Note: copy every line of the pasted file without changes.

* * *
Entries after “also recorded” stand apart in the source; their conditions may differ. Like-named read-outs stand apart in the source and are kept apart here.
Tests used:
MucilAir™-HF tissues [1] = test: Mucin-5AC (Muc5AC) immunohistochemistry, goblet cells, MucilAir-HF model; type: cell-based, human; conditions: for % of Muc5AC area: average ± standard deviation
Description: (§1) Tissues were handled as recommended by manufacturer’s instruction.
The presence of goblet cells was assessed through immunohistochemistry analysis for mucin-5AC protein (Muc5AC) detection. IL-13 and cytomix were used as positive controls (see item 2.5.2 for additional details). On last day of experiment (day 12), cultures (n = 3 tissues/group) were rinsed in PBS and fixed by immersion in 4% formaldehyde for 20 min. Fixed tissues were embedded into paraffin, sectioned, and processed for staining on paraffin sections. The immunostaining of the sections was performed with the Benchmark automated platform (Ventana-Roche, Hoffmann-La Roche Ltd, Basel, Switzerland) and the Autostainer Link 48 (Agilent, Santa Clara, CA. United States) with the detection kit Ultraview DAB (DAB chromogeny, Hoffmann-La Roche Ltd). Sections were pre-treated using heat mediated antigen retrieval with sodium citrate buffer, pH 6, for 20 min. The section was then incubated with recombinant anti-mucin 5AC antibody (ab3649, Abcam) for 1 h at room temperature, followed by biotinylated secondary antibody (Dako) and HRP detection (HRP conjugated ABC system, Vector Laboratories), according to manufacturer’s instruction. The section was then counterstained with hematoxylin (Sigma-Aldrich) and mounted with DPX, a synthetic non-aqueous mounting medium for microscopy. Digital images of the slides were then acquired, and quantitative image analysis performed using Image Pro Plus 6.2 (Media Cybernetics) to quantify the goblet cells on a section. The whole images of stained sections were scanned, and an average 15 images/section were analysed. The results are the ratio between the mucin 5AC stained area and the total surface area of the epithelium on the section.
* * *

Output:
Entries after “also recorded” stand apart in the source; their conditions may differ. Like-named read-outs stand apart in the source and are kept apart here.
Tests used:
MucilAir™-HF tissues [1] = test: Mucin-5AC (Muc5AC) immunohistochemistry, goblet cells, MucilAir-HF model; type: cell-based, human; conditions: for % of Muc5AC area: average ± standard deviation
Description: (§1) Tissues were handled as recommended by manufacturer’s instruction.
The presence of goblet cells was assessed through immunohistochemistry analysis for mucin-5AC protein (Muc5AC) detection. IL-13 and cytomix were used as positive controls (see item 2.5.2 for additional details). On last day of experiment (day 12), cultures (n = 3 tissues/group) were rinsed in PBS and fixed by immersion in 4% formaldehyde for 20 min. Fixed tissues were embedded into paraffin, sectioned, and processed for staining on paraffin sections. The immunostaining of the sections was performed with the Benchmark automated platform (Ventana-Roche, Hoffmann-La Roche Ltd, Basel, Switzerland) and the Autostainer Link 48 (Agilent, Santa Clara, CA. United States) with the detection kit Ultraview DAB (DAB chromogeny, Hoffmann-La Roche Ltd). Sections were pre-treated using heat mediated antigen retrieval with sodium citrate buffer, pH 6, for 20 min. The section was then incubated with recombinant anti-mucin 5AC antibody (ab3649, Abcam) for 1 h at room temperature, followed by biotinylated secondary antibody (Dako) and HRP detection (HRP conjugated ABC system, Vector Laboratories), according to manufacturer’s instruction. The section was then counterstained with hematoxylin (Sigma-Aldrich) and mounted with DPX, a synthetic non-aqueous mounting medium for microscopy. Digital images of the slides were then acquired, and quantitative image analysis performed using Image Pro Plus 6.2 (Media Cybernetics) to quantify the goblet cells on a section. The whole images of stained sections were scanned, and an average 15 images/section were analysed. The results are the ratio between the mucin 5AC stained area and the total surface area of the epithelium on the section.